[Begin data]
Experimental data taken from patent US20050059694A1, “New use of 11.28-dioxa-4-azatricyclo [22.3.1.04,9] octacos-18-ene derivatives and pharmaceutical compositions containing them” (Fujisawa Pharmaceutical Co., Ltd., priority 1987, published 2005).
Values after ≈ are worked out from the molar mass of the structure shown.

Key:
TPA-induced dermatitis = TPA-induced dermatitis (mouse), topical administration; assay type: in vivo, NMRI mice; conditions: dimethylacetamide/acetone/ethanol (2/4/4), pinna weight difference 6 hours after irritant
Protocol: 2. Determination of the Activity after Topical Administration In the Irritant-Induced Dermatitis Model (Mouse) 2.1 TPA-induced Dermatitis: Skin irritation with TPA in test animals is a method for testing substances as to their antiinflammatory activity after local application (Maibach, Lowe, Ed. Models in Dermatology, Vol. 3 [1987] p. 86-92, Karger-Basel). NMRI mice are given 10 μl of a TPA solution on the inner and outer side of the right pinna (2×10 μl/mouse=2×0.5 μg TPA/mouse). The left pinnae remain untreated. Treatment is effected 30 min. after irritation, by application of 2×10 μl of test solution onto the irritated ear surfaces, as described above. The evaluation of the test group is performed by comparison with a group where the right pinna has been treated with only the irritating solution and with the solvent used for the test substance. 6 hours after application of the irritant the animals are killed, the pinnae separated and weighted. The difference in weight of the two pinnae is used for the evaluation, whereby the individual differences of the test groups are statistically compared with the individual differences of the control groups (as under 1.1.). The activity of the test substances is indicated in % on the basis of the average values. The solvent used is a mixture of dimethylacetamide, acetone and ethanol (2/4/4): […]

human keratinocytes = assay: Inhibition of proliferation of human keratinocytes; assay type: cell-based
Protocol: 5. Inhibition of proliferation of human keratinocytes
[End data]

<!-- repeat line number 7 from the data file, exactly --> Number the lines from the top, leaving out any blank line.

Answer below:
Protocol: 5. Inhibition of proliferation of human keratinocytes